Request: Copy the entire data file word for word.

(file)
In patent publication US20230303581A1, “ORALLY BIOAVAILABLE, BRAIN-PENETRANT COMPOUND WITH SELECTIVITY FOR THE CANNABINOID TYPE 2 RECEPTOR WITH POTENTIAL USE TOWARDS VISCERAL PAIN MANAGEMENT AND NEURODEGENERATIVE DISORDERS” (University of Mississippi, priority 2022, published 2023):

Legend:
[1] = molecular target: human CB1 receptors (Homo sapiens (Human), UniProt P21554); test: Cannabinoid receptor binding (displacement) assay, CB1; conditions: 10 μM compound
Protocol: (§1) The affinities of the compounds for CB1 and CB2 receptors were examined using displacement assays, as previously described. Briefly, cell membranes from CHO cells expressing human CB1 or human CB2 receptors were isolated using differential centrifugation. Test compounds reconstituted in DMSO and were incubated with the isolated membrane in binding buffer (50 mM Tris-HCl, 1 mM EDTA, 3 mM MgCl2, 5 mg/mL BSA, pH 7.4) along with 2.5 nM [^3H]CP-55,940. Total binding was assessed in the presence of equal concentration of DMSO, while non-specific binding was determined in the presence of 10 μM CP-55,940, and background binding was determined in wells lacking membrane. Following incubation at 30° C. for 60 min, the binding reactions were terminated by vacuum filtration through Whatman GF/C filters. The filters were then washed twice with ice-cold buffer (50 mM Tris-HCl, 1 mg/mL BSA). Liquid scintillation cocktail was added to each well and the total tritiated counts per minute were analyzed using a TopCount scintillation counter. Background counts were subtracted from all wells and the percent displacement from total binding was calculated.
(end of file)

In patent publication US20230303581A1, “ORALLY BIOAVAILABLE, BRAIN-PENETRANT COMPOUND WITH SELECTIVITY FOR THE CANNABINOID TYPE 2 RECEPTOR WITH POTENTIAL USE TOWARDS VISCERAL PAIN MANAGEMENT AND NEURODEGENERATIVE DISORDERS” (University of Mississippi, priority 2022, published 2023):

Legend:
[1] = molecular target: human CB1 receptors (Homo sapiens (Human), UniProt P21554); test: Cannabinoid receptor binding (displacement) assay, CB1; conditions: 10 μM compound
Protocol: (§1) The affinities of the compounds for CB1 and CB2 receptors were examined using displacement assays, as previously described. Briefly, cell membranes from CHO cells expressing human CB1 or human CB2 receptors were isolated using differential centrifugation. Test compounds reconstituted in DMSO and were incubated with the isolated membrane in binding buffer (50 mM Tris-HCl, 1 mM EDTA, 3 mM MgCl2, 5 mg/mL BSA, pH 7.4) along with 2.5 nM [^3H]CP-55,940. Total binding was assessed in the presence of equal concentration of DMSO, while non-specific binding was determined in the presence of 10 μM CP-55,940, and background binding was determined in wells lacking membrane. Following incubation at 30° C. for 60 min, the binding reactions were terminated by vacuum filtration through Whatman GF/C filters. The filters were then washed twice with ice-cold buffer (50 mM Tris-HCl, 1 mg/mL BSA). Liquid scintillation cocktail was added to each well and the total tritiated counts per minute were analyzed using a TopCount scintillation counter. Background counts were subtracted from all wells and the percent displacement from total binding was calculated.